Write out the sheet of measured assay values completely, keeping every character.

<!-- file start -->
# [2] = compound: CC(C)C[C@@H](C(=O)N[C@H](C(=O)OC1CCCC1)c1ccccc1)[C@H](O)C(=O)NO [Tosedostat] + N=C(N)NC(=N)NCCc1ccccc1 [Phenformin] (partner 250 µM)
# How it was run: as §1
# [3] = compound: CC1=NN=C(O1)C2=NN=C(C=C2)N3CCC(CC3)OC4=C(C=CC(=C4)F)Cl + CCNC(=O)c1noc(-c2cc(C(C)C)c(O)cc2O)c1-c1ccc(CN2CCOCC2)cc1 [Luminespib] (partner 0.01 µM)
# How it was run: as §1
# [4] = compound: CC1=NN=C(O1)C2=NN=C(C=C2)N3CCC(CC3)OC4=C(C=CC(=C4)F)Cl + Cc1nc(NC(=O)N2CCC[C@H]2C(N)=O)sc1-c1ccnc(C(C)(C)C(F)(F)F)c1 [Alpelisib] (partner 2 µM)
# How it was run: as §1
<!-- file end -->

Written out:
# [2] = compound: CC(C)C[C@@H](C(=O)N[C@H](C(=O)OC1CCCC1)c1ccccc1)[C@H](O)C(=O)NO [Tosedostat] + N=C(N)NC(=N)NCCc1ccccc1 [Phenformin] (partner 250 µM)
# How it was run: as §1
# [3] = compound: CC1=NN=C(O1)C2=NN=C(C=C2)N3CCC(CC3)OC4=C(C=CC(=C4)F)Cl + CCNC(=O)c1noc(-c2cc(C(C)C)c(O)cc2O)c1-c1ccc(CN2CCOCC2)cc1 [Luminespib] (partner 0.01 µM)
# How it was run: as §1
# [4] = compound: CC1=NN=C(O1)C2=NN=C(C=C2)N3CCC(CC3)OC4=C(C=CC(=C4)F)Cl + Cc1nc(NC(=O)N2CCC[C@H]2C(N)=O)sc1-c1ccnc(C(C)(C)C(F)(F)F)c1 [Alpelisib] (partner 2 µM)
# How it was run: as §1